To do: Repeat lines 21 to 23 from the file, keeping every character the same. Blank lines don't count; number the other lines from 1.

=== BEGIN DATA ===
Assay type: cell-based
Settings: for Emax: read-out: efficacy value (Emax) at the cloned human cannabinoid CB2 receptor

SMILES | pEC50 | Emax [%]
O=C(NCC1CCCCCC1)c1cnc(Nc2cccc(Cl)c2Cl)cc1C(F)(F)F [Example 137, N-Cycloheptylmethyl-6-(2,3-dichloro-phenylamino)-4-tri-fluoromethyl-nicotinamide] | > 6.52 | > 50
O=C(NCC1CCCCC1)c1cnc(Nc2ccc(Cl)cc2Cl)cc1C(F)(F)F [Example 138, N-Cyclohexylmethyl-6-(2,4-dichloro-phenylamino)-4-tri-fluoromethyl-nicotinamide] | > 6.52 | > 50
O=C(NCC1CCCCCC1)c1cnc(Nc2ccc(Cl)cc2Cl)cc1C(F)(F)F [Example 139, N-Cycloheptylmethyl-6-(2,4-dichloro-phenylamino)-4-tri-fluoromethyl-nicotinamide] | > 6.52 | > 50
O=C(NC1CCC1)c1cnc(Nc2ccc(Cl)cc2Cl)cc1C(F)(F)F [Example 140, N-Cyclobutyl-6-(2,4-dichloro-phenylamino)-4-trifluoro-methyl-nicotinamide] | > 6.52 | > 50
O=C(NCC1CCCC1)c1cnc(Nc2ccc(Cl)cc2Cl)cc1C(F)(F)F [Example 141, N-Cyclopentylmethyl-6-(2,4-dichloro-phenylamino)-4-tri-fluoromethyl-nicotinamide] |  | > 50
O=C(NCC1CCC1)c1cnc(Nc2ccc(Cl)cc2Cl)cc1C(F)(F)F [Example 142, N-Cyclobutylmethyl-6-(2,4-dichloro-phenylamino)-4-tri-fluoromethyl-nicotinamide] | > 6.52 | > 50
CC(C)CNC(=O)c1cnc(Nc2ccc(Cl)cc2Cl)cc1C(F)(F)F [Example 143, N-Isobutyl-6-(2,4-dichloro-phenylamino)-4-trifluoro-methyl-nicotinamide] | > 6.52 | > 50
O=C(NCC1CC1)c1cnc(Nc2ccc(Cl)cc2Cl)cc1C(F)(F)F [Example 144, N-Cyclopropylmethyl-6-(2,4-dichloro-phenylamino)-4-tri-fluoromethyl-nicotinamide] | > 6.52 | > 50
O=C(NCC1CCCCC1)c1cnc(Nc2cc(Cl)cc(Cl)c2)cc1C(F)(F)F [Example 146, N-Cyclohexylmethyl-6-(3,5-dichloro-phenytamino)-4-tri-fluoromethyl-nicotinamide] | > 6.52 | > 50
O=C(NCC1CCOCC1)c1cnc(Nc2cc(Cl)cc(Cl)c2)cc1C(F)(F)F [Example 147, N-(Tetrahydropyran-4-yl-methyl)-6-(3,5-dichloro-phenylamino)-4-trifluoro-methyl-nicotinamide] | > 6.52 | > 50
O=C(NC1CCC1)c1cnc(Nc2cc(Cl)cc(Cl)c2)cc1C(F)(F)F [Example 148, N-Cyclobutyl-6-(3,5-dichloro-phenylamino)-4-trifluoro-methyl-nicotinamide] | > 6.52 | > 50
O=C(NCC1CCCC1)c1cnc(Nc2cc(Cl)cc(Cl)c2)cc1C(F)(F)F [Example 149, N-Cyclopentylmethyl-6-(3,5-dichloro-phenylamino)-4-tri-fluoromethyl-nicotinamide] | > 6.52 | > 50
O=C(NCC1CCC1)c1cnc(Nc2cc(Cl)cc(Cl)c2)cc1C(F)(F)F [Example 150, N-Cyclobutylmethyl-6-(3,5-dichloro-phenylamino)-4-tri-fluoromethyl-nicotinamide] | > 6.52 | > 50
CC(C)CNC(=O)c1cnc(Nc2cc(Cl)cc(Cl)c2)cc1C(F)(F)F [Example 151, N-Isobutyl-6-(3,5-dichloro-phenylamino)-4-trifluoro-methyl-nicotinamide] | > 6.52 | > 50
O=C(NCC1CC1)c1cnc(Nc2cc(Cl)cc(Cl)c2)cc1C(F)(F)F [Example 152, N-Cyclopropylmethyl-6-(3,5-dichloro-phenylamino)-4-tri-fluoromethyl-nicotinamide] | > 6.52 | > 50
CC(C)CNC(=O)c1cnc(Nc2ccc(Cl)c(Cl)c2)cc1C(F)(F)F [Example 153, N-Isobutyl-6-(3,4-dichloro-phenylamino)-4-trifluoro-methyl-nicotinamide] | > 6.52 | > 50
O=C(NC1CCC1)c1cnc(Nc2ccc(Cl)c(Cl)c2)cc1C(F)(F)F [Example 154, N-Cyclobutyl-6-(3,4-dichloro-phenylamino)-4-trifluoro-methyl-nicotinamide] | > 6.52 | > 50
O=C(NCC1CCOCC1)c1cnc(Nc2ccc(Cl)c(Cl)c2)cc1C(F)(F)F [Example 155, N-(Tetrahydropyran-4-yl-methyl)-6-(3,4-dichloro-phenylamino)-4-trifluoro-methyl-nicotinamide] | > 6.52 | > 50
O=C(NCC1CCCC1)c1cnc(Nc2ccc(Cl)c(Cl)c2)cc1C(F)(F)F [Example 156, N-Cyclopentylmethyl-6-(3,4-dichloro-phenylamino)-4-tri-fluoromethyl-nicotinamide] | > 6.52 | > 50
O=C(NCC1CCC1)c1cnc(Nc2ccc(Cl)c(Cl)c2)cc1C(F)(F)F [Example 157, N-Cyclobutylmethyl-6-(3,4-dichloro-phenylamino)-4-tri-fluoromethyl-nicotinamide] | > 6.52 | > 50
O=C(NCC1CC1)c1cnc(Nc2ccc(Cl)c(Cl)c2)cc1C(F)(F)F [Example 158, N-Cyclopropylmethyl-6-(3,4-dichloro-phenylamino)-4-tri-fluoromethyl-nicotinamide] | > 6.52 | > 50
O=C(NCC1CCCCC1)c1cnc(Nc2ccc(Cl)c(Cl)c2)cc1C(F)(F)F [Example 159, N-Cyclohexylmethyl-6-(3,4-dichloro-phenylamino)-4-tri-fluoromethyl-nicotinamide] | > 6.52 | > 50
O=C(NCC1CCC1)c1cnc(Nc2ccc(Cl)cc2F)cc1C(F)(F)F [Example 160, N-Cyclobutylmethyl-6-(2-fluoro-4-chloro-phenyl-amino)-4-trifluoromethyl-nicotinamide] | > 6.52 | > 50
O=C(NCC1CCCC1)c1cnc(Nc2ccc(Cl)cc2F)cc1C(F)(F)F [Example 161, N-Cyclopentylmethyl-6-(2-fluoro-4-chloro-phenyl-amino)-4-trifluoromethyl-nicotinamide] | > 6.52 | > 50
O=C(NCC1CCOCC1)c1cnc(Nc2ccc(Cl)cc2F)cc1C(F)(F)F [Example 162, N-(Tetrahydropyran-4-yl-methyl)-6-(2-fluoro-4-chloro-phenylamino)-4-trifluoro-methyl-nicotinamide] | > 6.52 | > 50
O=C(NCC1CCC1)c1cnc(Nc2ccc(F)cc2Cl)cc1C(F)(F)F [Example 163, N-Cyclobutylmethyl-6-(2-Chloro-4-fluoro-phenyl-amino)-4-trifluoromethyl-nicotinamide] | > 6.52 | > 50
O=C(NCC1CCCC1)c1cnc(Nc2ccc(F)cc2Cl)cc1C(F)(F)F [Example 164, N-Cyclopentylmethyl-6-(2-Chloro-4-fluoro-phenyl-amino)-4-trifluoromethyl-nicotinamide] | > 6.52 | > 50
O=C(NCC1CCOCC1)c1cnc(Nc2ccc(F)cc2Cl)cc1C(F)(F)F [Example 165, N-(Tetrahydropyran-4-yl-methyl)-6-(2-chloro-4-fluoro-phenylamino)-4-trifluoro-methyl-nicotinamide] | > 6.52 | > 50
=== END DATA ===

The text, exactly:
O=C(NCC1CCOCC1)c1cnc(Nc2ccc(Cl)c(Cl)c2)cc1C(F)(F)F [Example 155, N-(Tetrahydropyran-4-yl-methyl)-6-(3,4-dichloro-phenylamino)-4-trifluoro-methyl-nicotinamide] | > 6.52 | > 50
O=C(NCC1CCCC1)c1cnc(Nc2ccc(Cl)c(Cl)c2)cc1C(F)(F)F [Example 156, N-Cyclopentylmethyl-6-(3,4-dichloro-phenylamino)-4-tri-fluoromethyl-nicotinamide] | > 6.52 | > 50
O=C(NCC1CCC1)c1cnc(Nc2ccc(Cl)c(Cl)c2)cc1C(F)(F)F [Example 157, N-Cyclobutylmethyl-6-(3,4-dichloro-phenylamino)-4-tri-fluoromethyl-nicotinamide] | > 6.52 | > 50